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Stress Reducing Strategies for the School Year

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Stress Reducing Strategies for the School Year

The common ways that students experience stress and steps that can be done to reduce it.

The common ways that students experience stress and steps that can be done to reduce it.

Cami Reese

The common ways that students experience stress and steps that can be done to reduce it.

Cami Reese

Cami Reese

The common ways that students experience stress and steps that can be done to reduce it.

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This time of year can be hectic; fall sports are in full swing, seniors are applying for college and everyone is getting back into the routine of the school year.  All of the activities and loads of homework can leave students feeling stressed, but there are some simple ways to ease some of the school year stress.

According to the American Psychological Association, there are three types of stress.  These are acute stress, episodic acute stress and chronic acute stress.  Acute stress is the most common type of stress for everyone, including students, to experience.  HealthCentral defines acute stress as a short term stress.  If one experiences a small amount of acute stress it is usually fine, but too much acute stress can lead to exhaustion and some emotional distress.

Many people will experience acute stress on a day to day basis.  Working on a tight deadline or giving a speech can all lead to this kind of stress. It is something that everyone will encounter; it is impossible to avoid or completely eliminate, but there are some ways that students can decrease and manage their levels of stress.

Acute stress is not always bad.  At many times it can be motivating; it can push you to finish the paper that is due tomorrow or work hard towards a goal.

“Sometimes I like stress and it helps me work,” junior Jane Guidera said, “like when I was running the blood drive it was stressful but I liked being in charge of people and I liked that kind of stress.”

Students at OHS are also experiencing this acute stress in a multitude of ways.  Homework and deadlines are a couple of examples of stress in the halls, along with college applications and sports.  According to LearnPsychology, there are also symptoms that correlate with stress including: headaches, trouble sleeping and fatigue.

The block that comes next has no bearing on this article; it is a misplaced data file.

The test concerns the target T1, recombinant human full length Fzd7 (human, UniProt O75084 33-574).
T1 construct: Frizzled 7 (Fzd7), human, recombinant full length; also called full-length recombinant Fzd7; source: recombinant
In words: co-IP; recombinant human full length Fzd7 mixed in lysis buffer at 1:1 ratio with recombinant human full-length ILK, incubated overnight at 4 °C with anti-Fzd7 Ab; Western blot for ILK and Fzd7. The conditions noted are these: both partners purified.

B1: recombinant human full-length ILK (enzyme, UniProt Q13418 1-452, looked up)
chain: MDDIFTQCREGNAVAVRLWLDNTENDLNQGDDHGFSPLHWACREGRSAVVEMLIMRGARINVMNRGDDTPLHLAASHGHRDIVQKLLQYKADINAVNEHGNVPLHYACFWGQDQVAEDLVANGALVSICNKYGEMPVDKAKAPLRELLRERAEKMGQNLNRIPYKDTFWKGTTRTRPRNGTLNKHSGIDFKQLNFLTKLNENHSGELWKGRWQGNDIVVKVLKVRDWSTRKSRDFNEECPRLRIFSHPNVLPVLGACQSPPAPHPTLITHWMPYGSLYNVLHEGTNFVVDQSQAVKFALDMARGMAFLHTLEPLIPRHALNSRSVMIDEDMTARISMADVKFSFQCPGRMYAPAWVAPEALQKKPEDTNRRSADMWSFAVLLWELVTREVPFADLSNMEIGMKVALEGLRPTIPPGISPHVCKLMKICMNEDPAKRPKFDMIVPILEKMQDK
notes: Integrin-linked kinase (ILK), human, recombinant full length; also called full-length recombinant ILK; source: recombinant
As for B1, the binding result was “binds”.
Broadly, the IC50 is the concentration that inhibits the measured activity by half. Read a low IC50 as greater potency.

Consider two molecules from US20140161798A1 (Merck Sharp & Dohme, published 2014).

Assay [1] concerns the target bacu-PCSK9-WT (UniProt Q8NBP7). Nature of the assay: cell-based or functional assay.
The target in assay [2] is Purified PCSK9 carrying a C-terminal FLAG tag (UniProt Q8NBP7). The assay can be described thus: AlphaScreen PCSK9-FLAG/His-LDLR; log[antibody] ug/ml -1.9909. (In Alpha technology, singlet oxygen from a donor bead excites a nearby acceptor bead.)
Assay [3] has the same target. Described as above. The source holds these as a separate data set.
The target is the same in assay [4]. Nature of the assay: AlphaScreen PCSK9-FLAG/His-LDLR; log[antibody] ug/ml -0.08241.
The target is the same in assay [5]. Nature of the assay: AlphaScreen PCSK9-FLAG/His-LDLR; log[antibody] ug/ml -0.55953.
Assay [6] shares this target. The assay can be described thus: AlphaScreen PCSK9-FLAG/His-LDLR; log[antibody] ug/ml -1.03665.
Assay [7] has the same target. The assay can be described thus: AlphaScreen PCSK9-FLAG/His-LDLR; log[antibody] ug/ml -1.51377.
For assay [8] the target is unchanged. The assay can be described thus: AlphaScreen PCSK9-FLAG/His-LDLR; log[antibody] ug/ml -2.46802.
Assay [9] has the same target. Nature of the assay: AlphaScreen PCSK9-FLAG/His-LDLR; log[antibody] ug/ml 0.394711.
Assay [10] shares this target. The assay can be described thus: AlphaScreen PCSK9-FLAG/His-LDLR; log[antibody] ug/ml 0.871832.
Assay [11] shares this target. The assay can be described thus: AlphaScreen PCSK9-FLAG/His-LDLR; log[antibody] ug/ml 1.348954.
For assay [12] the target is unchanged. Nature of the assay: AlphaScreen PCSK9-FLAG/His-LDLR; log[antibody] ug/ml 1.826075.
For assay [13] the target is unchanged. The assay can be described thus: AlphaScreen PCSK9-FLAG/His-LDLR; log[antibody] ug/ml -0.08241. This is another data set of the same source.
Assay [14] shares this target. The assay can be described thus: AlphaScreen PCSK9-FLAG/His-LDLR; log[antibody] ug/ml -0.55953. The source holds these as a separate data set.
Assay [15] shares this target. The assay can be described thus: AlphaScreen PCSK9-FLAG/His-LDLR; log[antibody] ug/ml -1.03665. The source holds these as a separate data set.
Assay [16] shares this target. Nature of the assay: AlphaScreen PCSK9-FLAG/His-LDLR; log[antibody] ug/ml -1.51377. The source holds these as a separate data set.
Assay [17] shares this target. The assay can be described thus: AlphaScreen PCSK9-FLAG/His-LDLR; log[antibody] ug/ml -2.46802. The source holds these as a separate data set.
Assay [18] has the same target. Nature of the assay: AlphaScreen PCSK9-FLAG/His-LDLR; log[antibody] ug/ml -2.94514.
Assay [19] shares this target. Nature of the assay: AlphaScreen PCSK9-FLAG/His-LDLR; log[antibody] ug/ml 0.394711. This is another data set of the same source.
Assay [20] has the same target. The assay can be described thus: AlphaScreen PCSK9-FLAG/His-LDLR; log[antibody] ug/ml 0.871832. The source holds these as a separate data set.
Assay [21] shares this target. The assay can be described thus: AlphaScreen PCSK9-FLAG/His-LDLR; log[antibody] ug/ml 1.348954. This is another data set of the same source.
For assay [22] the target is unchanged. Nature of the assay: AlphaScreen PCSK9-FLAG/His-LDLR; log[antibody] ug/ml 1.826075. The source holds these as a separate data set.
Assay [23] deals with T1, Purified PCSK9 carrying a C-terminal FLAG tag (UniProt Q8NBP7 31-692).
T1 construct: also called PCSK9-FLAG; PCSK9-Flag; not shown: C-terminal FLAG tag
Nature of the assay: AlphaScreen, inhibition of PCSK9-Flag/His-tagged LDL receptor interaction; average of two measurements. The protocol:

“During the school year students have more things to worry about: sports, extracurriculars, as well as maintaining good grades and friendships.” ”

— Jane Guidera

A national poll from the C.S. Mott Children’s Hospital ranks stress as the number five health concern for children.  Other concerns in this study include bullying and childhood obesity.

“During the school year students have more things to worry about: sports, extracurriculars, as well as maintaining good grades and friendships,” Guidera said.

However, there are ways that students can easily decrease their stress levels.  Things as simple as listening to music or doing breathing exercises are an effective way to make the student relaxed if they are stressed or anxious before a big test.  

“I will play video games or sleep [to reduce stress],” junior Henry Jaffray said.

Another important aspect is eating right and exercising.  According to the Anxiety and Depression Association of America, exercise is vital because it maintains and improves your physical and mental fitness – which can decrease stress.  Stress can often times decrease energy level, but exercise can increase one’s energy level and cognitive function.

Another effective way to alleviate stress is sleep.  All the homework and extracurricular activities that students have may cause sleep deprivation.  It is vital for your mental and physical health to get the proper amount of sleep, but many students do not receive the recommended eight hours of sleep per night.  Even a short power nap of one to two hours can help.

“I get about six hours of sleep per night,” senior Hannah Gronberg said, “I get home from practice late and have to do my homework.”

Stress is an aspect of everyday life that is almost impossible to eliminate, but with the right methods students can alleviate some of this uneasiness.  Even in school, before a test, students can take a minute to relax themselves and eliminate their pre-test jitters.

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About the Contributor
Cami Reese, Copy Chief

Hi everyone! I am Cami Reese and I am this year's Copy Chief for the Spartan Speaks.  I have been in journalism since my sophomore year, and have enjoyed...

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Stress Reducing Strategies for the School Year